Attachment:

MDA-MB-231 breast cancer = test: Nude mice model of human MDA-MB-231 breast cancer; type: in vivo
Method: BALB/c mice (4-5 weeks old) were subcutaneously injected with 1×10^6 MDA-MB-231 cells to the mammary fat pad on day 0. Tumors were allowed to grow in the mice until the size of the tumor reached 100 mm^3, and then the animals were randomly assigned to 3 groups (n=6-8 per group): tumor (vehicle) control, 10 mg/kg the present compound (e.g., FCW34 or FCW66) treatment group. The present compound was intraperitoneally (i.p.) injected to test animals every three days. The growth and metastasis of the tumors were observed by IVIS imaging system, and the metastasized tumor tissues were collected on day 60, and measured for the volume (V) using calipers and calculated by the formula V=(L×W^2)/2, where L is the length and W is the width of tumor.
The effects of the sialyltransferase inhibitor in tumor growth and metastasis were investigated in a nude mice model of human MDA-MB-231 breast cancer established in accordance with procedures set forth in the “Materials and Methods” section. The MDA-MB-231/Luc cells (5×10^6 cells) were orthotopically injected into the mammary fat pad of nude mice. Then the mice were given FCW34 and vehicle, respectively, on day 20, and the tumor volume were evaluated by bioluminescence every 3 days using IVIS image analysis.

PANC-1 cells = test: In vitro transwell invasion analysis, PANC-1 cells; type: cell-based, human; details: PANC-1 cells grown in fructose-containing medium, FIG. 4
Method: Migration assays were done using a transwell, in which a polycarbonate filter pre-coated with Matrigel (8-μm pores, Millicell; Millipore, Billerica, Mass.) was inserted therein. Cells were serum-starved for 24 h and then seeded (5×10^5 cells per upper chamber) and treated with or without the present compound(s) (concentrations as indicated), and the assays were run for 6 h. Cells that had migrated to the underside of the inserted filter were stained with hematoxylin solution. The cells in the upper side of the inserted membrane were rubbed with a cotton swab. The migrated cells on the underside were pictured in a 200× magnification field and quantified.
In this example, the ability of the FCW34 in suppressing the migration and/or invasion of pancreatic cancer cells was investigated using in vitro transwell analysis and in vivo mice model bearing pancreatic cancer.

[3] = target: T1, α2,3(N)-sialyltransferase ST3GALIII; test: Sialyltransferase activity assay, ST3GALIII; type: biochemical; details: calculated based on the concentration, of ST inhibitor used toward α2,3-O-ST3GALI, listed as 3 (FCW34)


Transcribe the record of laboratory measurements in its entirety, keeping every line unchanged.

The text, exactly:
MDA-MB-231 breast cancer = test: Nude mice model of human MDA-MB-231 breast cancer; type: in vivo
Method: BALB/c mice (4-5 weeks old) were subcutaneously injected with 1×10^6 MDA-MB-231 cells to the mammary fat pad on day 0. Tumors were allowed to grow in the mice until the size of the tumor reached 100 mm^3, and then the animals were randomly assigned to 3 groups (n=6-8 per group): tumor (vehicle) control, 10 mg/kg the present compound (e.g., FCW34 or FCW66) treatment group. The present compound was intraperitoneally (i.p.) injected to test animals every three days. The growth and metastasis of the tumors were observed by IVIS imaging system, and the metastasized tumor tissues were collected on day 60, and measured for the volume (V) using calipers and calculated by the formula V=(L×W^2)/2, where L is the length and W is the width of tumor.
The effects of the sialyltransferase inhibitor in tumor growth and metastasis were investigated in a nude mice model of human MDA-MB-231 breast cancer established in accordance with procedures set forth in the “Materials and Methods” section. The MDA-MB-231/Luc cells (5×10^6 cells) were orthotopically injected into the mammary fat pad of nude mice. Then the mice were given FCW34 and vehicle, respectively, on day 20, and the tumor volume were evaluated by bioluminescence every 3 days using IVIS image analysis.

PANC-1 cells = test: In vitro transwell invasion analysis, PANC-1 cells; type: cell-based, human; details: PANC-1 cells grown in fructose-containing medium, FIG. 4
Method: Migration assays were done using a transwell, in which a polycarbonate filter pre-coated with Matrigel (8-μm pores, Millicell; Millipore, Billerica, Mass.) was inserted therein. Cells were serum-starved for 24 h and then seeded (5×10^5 cells per upper chamber) and treated with or without the present compound(s) (concentrations as indicated), and the assays were run for 6 h. Cells that had migrated to the underside of the inserted filter were stained with hematoxylin solution. The cells in the upper side of the inserted membrane were rubbed with a cotton swab. The migrated cells on the underside were pictured in a 200× magnification field and quantified.
In this example, the ability of the FCW34 in suppressing the migration and/or invasion of pancreatic cancer cells was investigated using in vitro transwell analysis and in vivo mice model bearing pancreatic cancer.

[3] = target: T1, α2,3(N)-sialyltransferase ST3GALIII; test: Sialyltransferase activity assay, ST3GALIII; type: biochemical; details: calculated based on the concentration, of ST inhibitor used toward α2,3-O-ST3GALI, listed as 3 (FCW34)